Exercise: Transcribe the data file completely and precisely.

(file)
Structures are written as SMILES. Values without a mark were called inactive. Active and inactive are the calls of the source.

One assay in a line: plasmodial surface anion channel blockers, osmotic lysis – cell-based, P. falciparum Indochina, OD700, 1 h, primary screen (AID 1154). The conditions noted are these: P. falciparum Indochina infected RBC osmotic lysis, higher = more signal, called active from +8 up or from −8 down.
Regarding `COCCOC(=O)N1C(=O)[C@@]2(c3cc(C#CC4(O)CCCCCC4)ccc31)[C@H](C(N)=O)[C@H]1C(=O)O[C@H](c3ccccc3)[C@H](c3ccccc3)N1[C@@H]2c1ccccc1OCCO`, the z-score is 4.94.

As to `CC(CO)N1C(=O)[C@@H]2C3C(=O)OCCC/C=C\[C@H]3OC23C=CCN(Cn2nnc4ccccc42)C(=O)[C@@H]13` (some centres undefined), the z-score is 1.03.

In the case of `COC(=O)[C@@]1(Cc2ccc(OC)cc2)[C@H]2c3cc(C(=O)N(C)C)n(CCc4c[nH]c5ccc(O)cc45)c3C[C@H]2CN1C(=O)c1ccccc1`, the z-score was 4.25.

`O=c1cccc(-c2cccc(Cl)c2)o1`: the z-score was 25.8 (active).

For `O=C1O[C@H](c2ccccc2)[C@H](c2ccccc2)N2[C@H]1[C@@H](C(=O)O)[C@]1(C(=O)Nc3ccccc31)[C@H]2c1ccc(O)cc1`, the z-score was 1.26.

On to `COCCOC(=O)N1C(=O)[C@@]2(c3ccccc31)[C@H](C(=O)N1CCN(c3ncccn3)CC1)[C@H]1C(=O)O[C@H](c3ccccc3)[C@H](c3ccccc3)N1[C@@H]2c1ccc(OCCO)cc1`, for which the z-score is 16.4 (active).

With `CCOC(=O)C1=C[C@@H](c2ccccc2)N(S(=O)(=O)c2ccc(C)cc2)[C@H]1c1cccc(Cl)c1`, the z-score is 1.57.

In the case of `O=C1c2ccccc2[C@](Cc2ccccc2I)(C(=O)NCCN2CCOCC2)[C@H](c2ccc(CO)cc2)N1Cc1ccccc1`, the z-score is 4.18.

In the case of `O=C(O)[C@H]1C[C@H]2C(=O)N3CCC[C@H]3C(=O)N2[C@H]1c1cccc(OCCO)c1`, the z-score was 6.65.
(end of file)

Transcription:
Structures are written as SMILES. Values without a mark were called inactive. Active and inactive are the calls of the source.

One assay in a line: plasmodial surface anion channel blockers, osmotic lysis – cell-based, P. falciparum Indochina, OD700, 1 h, primary screen (AID 1154). The conditions noted are these: P. falciparum Indochina infected RBC osmotic lysis, higher = more signal, called active from +8 up or from −8 down.
Regarding `COCCOC(=O)N1C(=O)[C@@]2(c3cc(C#CC4(O)CCCCCC4)ccc31)[C@H](C(N)=O)[C@H]1C(=O)O[C@H](c3ccccc3)[C@H](c3ccccc3)N1[C@@H]2c1ccccc1OCCO`, the z-score is 4.94.

As to `CC(CO)N1C(=O)[C@@H]2C3C(=O)OCCC/C=C\[C@H]3OC23C=CCN(Cn2nnc4ccccc42)C(=O)[C@@H]13` (some centres undefined), the z-score is 1.03.

In the case of `COC(=O)[C@@]1(Cc2ccc(OC)cc2)[C@H]2c3cc(C(=O)N(C)C)n(CCc4c[nH]c5ccc(O)cc45)c3C[C@H]2CN1C(=O)c1ccccc1`, the z-score was 4.25.

`O=c1cccc(-c2cccc(Cl)c2)o1`: the z-score was 25.8 (active).

For `O=C1O[C@H](c2ccccc2)[C@H](c2ccccc2)N2[C@H]1[C@@H](C(=O)O)[C@]1(C(=O)Nc3ccccc31)[C@H]2c1ccc(O)cc1`, the z-score was 1.26.

On to `COCCOC(=O)N1C(=O)[C@@]2(c3ccccc31)[C@H](C(=O)N1CCN(c3ncccn3)CC1)[C@H]1C(=O)O[C@H](c3ccccc3)[C@H](c3ccccc3)N1[C@@H]2c1ccc(OCCO)cc1`, for which the z-score is 16.4 (active).

With `CCOC(=O)C1=C[C@@H](c2ccccc2)N(S(=O)(=O)c2ccc(C)cc2)[C@H]1c1cccc(Cl)c1`, the z-score is 1.57.

In the case of `O=C1c2ccccc2[C@](Cc2ccccc2I)(C(=O)NCCN2CCOCC2)[C@H](c2ccc(CO)cc2)N1Cc1ccccc1`, the z-score is 4.18.

In the case of `O=C(O)[C@H]1C[C@H]2C(=O)N3CCC[C@H]3C(=O)N2[C@H]1c1cccc(OCCO)c1`, the z-score was 6.65.